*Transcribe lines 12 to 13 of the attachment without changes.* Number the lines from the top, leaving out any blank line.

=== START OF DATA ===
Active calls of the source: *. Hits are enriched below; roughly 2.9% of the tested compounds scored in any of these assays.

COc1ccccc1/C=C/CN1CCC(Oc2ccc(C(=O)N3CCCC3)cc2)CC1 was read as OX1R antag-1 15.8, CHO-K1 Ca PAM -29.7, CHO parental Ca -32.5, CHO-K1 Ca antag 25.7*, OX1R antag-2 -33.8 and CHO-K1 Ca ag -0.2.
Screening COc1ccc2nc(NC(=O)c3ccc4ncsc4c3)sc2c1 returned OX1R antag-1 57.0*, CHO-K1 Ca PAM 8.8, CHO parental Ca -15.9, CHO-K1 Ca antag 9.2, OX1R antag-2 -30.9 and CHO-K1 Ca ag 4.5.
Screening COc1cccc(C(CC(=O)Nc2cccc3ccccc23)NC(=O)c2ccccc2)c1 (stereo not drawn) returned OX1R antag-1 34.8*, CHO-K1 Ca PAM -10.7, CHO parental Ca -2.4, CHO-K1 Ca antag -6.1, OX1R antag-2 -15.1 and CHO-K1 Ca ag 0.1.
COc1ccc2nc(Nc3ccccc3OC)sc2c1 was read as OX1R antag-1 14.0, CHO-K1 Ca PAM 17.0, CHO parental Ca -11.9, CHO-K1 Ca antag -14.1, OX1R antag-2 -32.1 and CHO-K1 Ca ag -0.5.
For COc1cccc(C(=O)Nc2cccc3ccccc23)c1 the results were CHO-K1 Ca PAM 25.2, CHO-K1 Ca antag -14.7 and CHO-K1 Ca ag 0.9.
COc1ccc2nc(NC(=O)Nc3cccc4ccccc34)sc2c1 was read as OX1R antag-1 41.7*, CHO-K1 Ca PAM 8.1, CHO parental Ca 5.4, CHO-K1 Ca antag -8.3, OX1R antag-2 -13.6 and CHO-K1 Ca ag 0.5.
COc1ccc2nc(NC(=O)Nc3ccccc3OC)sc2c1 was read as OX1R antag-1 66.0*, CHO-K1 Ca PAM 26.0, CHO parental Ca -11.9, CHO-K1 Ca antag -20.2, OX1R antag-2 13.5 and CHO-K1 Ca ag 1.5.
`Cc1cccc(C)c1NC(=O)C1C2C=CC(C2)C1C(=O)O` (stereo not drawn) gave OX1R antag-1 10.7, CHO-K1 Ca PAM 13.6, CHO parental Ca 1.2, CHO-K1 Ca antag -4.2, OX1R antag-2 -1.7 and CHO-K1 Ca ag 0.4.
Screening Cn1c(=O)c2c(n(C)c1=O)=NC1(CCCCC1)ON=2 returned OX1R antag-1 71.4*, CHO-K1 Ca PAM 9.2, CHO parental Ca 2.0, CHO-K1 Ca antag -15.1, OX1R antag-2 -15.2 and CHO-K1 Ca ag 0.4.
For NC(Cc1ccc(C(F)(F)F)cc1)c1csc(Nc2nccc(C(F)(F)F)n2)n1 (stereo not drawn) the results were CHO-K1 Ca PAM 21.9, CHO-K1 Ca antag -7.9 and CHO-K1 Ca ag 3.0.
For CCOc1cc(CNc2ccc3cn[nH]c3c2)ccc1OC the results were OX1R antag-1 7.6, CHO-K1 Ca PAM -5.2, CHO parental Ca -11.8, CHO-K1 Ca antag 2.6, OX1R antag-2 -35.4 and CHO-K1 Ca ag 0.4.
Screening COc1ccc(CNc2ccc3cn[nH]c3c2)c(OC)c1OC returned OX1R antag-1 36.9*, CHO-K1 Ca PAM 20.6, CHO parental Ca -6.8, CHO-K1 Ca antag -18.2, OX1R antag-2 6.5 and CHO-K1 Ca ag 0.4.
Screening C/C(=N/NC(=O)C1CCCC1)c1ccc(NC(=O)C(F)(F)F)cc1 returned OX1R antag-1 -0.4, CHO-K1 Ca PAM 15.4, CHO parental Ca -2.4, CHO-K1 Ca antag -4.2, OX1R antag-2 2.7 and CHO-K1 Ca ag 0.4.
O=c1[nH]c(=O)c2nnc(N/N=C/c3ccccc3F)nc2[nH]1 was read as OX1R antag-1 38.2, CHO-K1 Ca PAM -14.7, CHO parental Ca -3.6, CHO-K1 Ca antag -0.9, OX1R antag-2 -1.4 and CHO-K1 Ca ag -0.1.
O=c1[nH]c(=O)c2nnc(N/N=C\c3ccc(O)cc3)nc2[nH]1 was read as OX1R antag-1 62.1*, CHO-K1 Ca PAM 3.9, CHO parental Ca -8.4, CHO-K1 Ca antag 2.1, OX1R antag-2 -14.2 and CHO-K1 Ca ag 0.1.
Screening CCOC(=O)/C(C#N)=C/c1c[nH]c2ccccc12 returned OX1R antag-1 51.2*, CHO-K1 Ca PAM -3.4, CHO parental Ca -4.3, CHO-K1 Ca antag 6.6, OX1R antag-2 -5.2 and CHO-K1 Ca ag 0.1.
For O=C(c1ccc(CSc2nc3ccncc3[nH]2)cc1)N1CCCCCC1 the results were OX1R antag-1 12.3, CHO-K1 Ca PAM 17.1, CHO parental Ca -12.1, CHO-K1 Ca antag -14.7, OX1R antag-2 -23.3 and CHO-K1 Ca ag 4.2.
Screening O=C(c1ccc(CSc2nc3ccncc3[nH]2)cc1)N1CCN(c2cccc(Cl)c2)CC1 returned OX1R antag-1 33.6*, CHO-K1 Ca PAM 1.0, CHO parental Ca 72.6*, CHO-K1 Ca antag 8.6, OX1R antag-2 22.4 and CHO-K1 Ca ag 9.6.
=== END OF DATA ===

For CCOc1cc(CNc2ccc3cn[nH]c3c2)ccc1OC the results were OX1R antag-1 7.6, CHO-K1 Ca PAM -5.2, CHO parental Ca -11.8, CHO-K1 Ca antag 2.6, OX1R antag-2 -35.4 and CHO-K1 Ca ag 0.4.
Screening COc1ccc(CNc2ccc3cn[nH]c3c2)c(OC)c1OC returned OX1R antag-1 36.9*, CHO-K1 Ca PAM 20.6, CHO parental Ca -6.8, CHO-K1 Ca antag -18.2, OX1R antag-2 6.5 and CHO-K1 Ca ag 0.4.